4. You have to remember that the Measuring List is based on data from 3rd Party sources like Alexa – it’s not as accurate as if I received audited server data from every webcomic (as R Stevens is sort of suggesting above).

    One reason why the Scandal Sheet example doesn’t trouble me – even if the above numbers are accurate (and I have no way to verify Smith’s number) – is that the List is taken over a period of time – a number of sample days are used to obtain data. A webcomic that does really well b/c it got linked by Penny Arcade one day isn’t going to jump up the charts unless those visitors return again and again.

  5. There is probably something to that R. One thing we (mostly I) have spent some time on without success yet is whether we can run a chron job to scrap data from website counters, specifically Extreme and Site Meter. does this for blogs. (See it’s Ecosystem link). I think this would, while not necessarily providing accurate numbers, provide a better set of data for comparing audiences than Alexa and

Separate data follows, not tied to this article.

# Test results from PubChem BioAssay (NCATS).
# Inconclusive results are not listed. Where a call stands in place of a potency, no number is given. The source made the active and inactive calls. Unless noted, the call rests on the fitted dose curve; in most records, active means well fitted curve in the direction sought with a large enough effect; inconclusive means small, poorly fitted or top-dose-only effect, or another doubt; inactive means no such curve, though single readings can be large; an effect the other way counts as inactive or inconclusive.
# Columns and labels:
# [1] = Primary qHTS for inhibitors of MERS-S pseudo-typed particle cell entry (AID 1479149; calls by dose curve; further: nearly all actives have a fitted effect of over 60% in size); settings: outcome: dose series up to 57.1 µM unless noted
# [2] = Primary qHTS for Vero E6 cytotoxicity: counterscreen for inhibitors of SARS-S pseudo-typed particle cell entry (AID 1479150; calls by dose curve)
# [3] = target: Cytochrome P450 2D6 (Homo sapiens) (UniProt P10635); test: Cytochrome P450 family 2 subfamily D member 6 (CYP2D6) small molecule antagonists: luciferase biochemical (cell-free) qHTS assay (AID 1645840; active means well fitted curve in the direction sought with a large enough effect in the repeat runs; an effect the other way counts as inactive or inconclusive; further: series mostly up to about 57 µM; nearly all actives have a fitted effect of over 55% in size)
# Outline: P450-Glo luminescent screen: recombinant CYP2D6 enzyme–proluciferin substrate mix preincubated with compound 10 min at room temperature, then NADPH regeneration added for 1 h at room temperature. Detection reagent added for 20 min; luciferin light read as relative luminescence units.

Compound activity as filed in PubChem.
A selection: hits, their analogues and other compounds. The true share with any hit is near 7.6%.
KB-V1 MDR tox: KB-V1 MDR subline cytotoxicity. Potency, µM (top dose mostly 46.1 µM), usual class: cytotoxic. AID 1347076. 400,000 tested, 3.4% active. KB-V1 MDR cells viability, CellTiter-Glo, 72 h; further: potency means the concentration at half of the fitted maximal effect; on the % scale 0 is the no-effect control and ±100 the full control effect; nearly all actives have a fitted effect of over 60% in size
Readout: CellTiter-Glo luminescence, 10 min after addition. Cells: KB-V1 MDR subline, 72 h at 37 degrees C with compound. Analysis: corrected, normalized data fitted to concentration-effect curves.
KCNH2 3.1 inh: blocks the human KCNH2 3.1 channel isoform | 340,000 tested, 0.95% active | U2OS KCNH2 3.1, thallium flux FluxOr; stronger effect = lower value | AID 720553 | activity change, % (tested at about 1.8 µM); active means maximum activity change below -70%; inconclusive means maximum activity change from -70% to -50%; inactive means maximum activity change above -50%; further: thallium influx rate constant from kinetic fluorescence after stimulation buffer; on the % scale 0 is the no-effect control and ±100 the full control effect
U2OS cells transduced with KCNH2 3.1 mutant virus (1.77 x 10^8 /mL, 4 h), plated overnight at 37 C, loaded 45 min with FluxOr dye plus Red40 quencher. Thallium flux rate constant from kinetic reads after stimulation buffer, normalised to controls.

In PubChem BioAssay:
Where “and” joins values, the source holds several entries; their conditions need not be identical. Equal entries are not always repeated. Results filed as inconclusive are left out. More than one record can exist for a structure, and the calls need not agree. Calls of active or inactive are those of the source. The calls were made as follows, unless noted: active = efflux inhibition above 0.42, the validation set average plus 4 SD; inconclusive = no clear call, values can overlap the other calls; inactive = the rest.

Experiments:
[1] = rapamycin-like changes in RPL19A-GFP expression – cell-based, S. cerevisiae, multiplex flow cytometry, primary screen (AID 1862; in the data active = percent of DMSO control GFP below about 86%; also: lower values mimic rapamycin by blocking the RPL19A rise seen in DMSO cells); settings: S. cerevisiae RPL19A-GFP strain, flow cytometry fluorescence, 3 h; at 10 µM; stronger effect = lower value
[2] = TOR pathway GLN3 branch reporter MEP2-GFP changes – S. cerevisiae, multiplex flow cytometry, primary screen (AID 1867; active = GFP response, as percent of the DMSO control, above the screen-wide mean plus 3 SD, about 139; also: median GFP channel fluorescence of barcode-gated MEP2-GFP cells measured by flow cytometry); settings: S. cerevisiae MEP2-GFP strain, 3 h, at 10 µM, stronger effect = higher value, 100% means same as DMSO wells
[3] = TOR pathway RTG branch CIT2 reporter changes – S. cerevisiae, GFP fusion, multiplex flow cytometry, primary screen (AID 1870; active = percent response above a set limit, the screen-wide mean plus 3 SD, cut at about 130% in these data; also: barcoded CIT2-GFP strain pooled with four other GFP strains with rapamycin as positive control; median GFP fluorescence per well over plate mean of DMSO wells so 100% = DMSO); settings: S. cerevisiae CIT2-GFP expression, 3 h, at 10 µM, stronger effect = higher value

As far as actual server data I’d need some help (or have to do some more research) on creating a way to verify it’s accuracy.

  6. agreed.
    there’s been 400 uniques in my first month. although a quarter of them left after 30 seconds.
    you should go deeper into the observation.

  7. Just wanted to point out that should be I think it will show up on the list once that’s corrected.

  8. Curse you, Ellen! You’ve made me look foolish!

  9. Another one to add to the watch list is

  10. In other words: The list is biased or incomplete and invalid. -_-‘

    I don’t even see in there. Maybe cause most of our readers are too smart to allow Alexa to look over their shoulder?

    – Zimzat

  11. Man. I don’t trust the ranking on this list much. Sinfest should be much higher. It easily gets more than twice as much traffic as, say, RPG World. Sinfest is king.